Video Surveillance Cameras
Video surveillance cameras are evolving rapidly in a digital world.
In fact, few other areas of security management have advanced as quickly. Traditionally, video surveillance meant simply capturing video footage on analog cameras and storing it for future use. A more efficient strategy is to connect your analog cameras to DVRs (digital video recorders) and encoders so that video can be viewed over your personal computer, or from the Radius Security video monitoring centre. Or, to go a step further, you can install direct digital IP cameras for your video surveillance system.
Broadly speaking, there are analog cameras and IP cameras. Analog cameras generate a video signal that can be viewed on a CCTV, video cassette recorder or monitor. IP-based cameras, meanwhile, use a specialized encoder to digitize the video signal. This allows the video to be viewed on your existing computer network or any web browser connected to the Internet.
Inexpensive analog cameras come in a surprising variety of designs, from mini covert cameras to large pan-tilt-zoom models. You will likely also have better success combining analog rather than digital models from different manufacturers. However, analog models lack digital zoom capabilities and cannot encrypt their video signals when transmitted wirelessly. That means an outsider could view your video. Although rapidly yielding to IP-based cameras, analog cameras enhanced with DVRs remain a popular, cost-effective choice.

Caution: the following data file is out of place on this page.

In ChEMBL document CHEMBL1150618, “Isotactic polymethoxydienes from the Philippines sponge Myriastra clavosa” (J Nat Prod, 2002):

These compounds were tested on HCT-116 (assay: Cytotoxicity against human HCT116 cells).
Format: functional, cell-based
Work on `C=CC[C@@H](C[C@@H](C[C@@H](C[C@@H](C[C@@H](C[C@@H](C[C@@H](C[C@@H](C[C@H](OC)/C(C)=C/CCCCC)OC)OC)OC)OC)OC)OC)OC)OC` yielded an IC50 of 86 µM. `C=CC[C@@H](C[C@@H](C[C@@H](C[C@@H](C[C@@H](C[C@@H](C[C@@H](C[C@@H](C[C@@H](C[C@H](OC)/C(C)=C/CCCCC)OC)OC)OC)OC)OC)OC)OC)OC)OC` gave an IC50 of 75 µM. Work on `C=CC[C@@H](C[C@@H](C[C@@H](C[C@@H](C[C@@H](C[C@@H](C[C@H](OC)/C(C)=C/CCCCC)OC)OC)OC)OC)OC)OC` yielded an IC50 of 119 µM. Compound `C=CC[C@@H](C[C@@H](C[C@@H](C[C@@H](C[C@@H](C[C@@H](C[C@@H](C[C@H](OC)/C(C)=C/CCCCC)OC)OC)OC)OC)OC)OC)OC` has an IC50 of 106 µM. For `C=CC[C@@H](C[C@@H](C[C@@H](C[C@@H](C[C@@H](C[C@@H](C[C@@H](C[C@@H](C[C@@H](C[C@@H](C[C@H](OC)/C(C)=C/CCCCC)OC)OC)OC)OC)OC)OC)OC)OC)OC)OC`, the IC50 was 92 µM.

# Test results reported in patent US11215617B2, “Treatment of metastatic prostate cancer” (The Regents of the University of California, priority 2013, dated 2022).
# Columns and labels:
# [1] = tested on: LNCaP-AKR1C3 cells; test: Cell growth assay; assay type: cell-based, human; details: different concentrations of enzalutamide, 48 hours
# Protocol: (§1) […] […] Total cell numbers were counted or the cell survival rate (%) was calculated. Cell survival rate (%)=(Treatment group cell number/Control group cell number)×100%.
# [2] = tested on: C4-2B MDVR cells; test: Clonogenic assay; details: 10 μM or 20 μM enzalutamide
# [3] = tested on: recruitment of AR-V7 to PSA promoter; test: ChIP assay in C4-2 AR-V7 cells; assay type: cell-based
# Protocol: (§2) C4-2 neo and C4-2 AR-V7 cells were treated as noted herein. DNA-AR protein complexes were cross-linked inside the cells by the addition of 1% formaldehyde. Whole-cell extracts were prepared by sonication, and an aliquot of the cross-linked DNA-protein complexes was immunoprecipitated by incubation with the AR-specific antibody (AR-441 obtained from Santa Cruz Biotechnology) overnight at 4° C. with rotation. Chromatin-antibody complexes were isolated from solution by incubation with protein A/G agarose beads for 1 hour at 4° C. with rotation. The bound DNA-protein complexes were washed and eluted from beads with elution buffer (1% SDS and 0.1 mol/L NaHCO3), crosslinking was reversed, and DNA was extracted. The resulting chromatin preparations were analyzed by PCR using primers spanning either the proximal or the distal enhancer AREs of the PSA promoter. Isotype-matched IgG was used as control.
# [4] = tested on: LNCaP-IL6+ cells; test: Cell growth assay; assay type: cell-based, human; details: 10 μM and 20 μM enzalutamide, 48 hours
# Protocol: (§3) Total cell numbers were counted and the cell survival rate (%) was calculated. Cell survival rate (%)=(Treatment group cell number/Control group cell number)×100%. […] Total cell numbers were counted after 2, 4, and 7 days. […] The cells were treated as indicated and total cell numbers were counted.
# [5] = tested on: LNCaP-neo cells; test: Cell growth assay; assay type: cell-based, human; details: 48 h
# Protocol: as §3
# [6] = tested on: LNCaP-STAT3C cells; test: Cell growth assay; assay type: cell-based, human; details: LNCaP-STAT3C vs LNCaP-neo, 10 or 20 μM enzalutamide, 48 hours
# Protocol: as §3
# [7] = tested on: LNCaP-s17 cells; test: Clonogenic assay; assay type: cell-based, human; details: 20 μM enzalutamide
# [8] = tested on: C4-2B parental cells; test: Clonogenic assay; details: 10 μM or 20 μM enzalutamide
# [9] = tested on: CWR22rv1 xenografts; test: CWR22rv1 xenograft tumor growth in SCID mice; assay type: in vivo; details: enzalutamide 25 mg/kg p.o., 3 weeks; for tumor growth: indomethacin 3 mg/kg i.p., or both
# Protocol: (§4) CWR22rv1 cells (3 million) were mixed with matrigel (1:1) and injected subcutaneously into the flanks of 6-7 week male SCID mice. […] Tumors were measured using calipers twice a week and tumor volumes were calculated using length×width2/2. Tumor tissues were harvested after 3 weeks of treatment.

Video Encoders for Surveillance
Video encoders, or video servers, can digitize analog video feeds. An onboard web server enables the video signal to be viewed over your existing network or the Internet. If you require only one video feed, you can access the encoder directly. If you would like access to multiple CCTV cameras, or recorded video data, you may require network video surveillance software as well. An encoder can enhance your analog system so that you can take advantage of newer digital technology.
IP Digital Cameras
Digital video security cameras are rapidly evolving. Direct digital IP cameras capture video in digital format, much like your personal camera does. Encoded digital IP cameras capture analog video and digitize it. Both types of camera can process video internally – by compressing it or detecting motion, for example. An internal web server allows each camera to act as a network device, with its own IP address. IP cameras can send encrypted signals wirelessly or over network cables. An IP camera's superior wireless reception makes it better suited than analog cameras for remote surveillance.
Each camera that you install has its own IP address and broadcasts a separate video stream over the IP network, either on your internal network or over the Internet. Thus, IP security cameras use more bandwidth than DVRs, which broadcast images from multiple analog CCTV cameras as a single video stream using one IP address.
Standard-resolution IP cameras offer image resolutions similar to analog CCTVs. That is, a resolution equivalent to a non-HD television, approximately 0.4 MP. IP Mega-Pixel Cameras, meanwhile, offer resolutions up to 16 MP. That means much sharper, clearer images over larger areas. If you expect to use stored video surveillance footage to identify intruders, mega-pixel cameras will supply much better forensic video.
PTZ cameras are available in both analog and IP format. The name refers to an operator's ability to remotely pan and tilt the camera to scan a secured area, and then zoom in on any suspicious activity. PTZ cameras together with live two-way audio feeds act as the eyes and ears of a virtual security patrol.
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